You'll possibly need to master just one fighter if you're going to take the fight online, and DOA 6's competitive battling is restricted to only Ranked Online match-ups. This rules out friendly PvP skirmishes in which to cut your teeth against human opponents, which seems like a bit of an oversight. There are battle requests in training mode that can be toggled on and off, matching you up for casual fights online, but this isn't immediately obvious.

It perhaps goes without saying that Dead or Alive 6's main draw is it's straightforward, no-nonsense fighting mechanics. The intuitive nuts and bolts of the game still work remarkably well, Team Ninja choosing an iterative approach that retains what makes the series unique in a genre largely dominated by Street Fighter, Tekken and the like. DOA has always had something of a secondary status to the genre's big hitters, but this latest version ups the ante.

Cinematic moments that slow down the action for a split-second and zoom in on a weighty impact make fights more dynamic and exciting than they've ever been in previous DOA games, while the series' signature interactive environments are also back and incredibly outlandish. A pirate ship with a massive kraken tentacle that breaks through the hull and chucks you around is nothing next to a pterodactyl hatching out of an egg and flying off with you in its clutches. It's all a bit daft.

And yet that silliness – as incongruous as it is to the rest of the game, which mostly plays it straight (mostly) – is more than welcome. This also imbues DOA 6 with a much-needed dose of personality, because it certainly doesn't convey much of that in the woeful Story mode. There's so much here to like, though, from the satisfying fighting systems to the new Break Blow combos, the DOA Quest mode, and the general air of offbeat weirdness.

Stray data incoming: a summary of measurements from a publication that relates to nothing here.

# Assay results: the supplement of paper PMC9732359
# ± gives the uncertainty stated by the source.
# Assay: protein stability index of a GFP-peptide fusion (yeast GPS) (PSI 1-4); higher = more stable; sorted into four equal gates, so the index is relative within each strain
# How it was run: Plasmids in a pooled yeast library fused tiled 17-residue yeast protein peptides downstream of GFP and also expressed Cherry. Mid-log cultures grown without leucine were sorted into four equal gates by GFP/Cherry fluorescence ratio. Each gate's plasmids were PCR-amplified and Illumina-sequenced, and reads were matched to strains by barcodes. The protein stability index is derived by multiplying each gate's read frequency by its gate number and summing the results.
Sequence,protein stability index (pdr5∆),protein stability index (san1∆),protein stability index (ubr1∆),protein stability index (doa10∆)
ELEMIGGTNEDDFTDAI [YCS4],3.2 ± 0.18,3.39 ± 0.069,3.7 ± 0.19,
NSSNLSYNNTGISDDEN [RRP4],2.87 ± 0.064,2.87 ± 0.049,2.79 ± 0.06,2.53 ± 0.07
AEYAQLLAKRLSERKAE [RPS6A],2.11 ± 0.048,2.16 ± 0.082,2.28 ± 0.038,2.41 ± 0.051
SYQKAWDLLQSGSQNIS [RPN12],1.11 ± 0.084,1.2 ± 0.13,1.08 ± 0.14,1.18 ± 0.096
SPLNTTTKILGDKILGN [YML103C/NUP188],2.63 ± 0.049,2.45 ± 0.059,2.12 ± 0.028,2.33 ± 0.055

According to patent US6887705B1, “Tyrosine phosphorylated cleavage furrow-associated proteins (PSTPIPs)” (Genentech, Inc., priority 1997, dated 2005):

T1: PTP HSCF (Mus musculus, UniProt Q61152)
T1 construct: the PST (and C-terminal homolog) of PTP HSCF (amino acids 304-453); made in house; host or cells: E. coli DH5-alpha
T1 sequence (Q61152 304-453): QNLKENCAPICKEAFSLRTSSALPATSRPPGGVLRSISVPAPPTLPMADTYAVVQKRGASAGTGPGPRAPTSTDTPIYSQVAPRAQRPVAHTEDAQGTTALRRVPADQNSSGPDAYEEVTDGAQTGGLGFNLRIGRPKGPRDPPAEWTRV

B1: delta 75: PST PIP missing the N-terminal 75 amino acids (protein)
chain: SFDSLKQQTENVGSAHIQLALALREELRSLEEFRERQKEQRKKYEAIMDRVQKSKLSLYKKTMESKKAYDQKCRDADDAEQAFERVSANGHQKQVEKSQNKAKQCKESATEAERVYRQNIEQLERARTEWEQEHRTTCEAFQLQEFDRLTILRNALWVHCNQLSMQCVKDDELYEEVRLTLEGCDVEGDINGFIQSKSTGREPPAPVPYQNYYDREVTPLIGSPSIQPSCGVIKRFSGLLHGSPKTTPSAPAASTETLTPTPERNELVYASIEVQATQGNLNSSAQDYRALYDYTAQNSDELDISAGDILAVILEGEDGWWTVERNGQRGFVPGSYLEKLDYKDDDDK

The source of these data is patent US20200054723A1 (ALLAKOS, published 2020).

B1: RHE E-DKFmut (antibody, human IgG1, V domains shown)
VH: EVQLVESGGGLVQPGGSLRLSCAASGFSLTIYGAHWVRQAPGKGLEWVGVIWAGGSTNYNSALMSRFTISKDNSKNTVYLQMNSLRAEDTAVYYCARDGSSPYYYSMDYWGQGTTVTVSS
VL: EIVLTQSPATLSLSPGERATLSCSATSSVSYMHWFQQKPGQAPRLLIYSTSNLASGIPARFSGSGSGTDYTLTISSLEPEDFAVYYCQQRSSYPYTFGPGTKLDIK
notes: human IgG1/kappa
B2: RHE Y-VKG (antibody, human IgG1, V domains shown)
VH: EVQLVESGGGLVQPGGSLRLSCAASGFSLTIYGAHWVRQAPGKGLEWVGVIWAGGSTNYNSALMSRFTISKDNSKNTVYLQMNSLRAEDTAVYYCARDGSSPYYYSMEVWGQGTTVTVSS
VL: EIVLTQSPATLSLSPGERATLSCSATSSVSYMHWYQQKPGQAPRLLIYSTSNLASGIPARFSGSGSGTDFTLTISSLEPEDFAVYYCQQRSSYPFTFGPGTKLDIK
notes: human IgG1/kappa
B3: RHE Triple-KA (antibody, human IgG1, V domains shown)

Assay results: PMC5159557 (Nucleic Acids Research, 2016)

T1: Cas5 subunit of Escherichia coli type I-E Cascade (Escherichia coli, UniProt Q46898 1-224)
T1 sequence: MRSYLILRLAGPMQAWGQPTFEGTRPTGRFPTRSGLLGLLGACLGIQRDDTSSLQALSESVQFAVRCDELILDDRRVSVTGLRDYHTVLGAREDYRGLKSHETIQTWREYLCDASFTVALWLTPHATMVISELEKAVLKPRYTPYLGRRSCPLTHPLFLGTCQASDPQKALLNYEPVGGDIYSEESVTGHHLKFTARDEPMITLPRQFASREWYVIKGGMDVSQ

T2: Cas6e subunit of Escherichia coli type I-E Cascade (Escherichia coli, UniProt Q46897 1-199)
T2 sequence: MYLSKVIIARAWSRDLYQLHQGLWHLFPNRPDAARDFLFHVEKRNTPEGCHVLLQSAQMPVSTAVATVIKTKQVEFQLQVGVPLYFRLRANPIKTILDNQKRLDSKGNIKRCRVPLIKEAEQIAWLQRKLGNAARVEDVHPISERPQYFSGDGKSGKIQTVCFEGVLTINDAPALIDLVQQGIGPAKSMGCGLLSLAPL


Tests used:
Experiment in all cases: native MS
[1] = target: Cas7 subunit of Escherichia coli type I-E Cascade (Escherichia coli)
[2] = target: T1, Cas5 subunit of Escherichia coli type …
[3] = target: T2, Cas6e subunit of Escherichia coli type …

Dead or Alive 6 is a robust and enjoyable fighting game that's a step up from its predecessor, let down by a scant online offering, (again) a lacklustre Story mode, and a handful of slightly bland characters. As face punchers go, however, you could do a lot worse than DOA 6.

Dead or Alive 6

An improvement over its predecessors, Dead or Alive 6 is an accomplished fighting game with some neat new tricks and cool cinematic touches up its sleeve. Also, boobs.

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The music with its wailing guitars is maddening, and the voice performances are not the best, but the game's aural landscape is still perfectly serviceable.


A very attractive fighting game with exotic backdrops and pleasingly detailed character models. Possibly the best-looking Dead or Alive game to date, and the series' tradition of wobbly mammary glands remains untouched.


Accessible for newbies but intricate enough for seasoned DOA players, the game's simplicity is only skin deep. You'll have to get to grips with timing and combos to truly master it.


All of the usual modes you'd expect from a fighting game are present and correct, although the Story mode is nonsense. DOA Quest is a nice addition, but the online options are as scanty as the underwear on show.


A fairly easy list with a good spread of tasks to complete across all of DOA 6's modes, there's only the slightest hint of grind in all the Ranked Matches you'll have to play for the full 1,000G.